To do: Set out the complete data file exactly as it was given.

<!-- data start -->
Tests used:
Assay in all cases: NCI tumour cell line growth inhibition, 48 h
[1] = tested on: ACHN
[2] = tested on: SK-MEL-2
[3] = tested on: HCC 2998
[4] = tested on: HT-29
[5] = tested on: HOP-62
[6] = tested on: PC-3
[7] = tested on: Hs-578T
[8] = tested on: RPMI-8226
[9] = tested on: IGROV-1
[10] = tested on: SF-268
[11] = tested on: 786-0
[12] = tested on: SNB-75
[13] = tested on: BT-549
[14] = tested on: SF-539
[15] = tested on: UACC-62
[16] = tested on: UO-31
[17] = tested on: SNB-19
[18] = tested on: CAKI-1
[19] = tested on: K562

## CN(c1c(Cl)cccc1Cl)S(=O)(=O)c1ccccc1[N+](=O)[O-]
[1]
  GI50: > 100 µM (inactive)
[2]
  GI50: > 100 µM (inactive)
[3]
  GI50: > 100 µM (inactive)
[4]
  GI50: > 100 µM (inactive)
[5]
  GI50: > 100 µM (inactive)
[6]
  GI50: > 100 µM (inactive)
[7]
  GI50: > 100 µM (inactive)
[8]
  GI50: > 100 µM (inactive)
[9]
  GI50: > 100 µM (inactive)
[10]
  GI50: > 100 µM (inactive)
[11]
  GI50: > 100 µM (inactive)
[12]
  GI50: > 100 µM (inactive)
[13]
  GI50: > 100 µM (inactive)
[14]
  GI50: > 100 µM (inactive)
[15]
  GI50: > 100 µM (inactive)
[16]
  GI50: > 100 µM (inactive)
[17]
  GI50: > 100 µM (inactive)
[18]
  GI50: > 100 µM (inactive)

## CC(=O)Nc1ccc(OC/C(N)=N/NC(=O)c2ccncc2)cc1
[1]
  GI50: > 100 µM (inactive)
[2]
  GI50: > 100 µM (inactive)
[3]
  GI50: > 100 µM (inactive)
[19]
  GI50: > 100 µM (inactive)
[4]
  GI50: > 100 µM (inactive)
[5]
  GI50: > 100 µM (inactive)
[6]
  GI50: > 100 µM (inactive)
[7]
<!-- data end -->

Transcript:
Tests used:
Assay in all cases: NCI tumour cell line growth inhibition, 48 h
[1] = tested on: ACHN
[2] = tested on: SK-MEL-2
[3] = tested on: HCC 2998
[4] = tested on: HT-29
[5] = tested on: HOP-62
[6] = tested on: PC-3
[7] = tested on: Hs-578T
[8] = tested on: RPMI-8226
[9] = tested on: IGROV-1
[10] = tested on: SF-268
[11] = tested on: 786-0
[12] = tested on: SNB-75
[13] = tested on: BT-549
[14] = tested on: SF-539
[15] = tested on: UACC-62
[16] = tested on: UO-31
[17] = tested on: SNB-19
[18] = tested on: CAKI-1
[19] = tested on: K562

## CN(c1c(Cl)cccc1Cl)S(=O)(=O)c1ccccc1[N+](=O)[O-]
[1]
  GI50: > 100 µM (inactive)
[2]
  GI50: > 100 µM (inactive)
[3]
  GI50: > 100 µM (inactive)
[4]
  GI50: > 100 µM (inactive)
[5]
  GI50: > 100 µM (inactive)
[6]
  GI50: > 100 µM (inactive)
[7]
  GI50: > 100 µM (inactive)
[8]
  GI50: > 100 µM (inactive)
[9]
  GI50: > 100 µM (inactive)
[10]
  GI50: > 100 µM (inactive)
[11]
  GI50: > 100 µM (inactive)
[12]
  GI50: > 100 µM (inactive)
[13]
  GI50: > 100 µM (inactive)
[14]
  GI50: > 100 µM (inactive)
[15]
  GI50: > 100 µM (inactive)
[16]
  GI50: > 100 µM (inactive)
[17]
  GI50: > 100 µM (inactive)
[18]
  GI50: > 100 µM (inactive)

## CC(=O)Nc1ccc(OC/C(N)=N/NC(=O)c2ccncc2)cc1
[1]
  GI50: > 100 µM (inactive)
[2]
  GI50: > 100 µM (inactive)
[3]
  GI50: > 100 µM (inactive)
[19]
  GI50: > 100 µM (inactive)
[4]
  GI50: > 100 µM (inactive)
[5]
  GI50: > 100 µM (inactive)
[6]
  GI50: > 100 µM (inactive)
[7]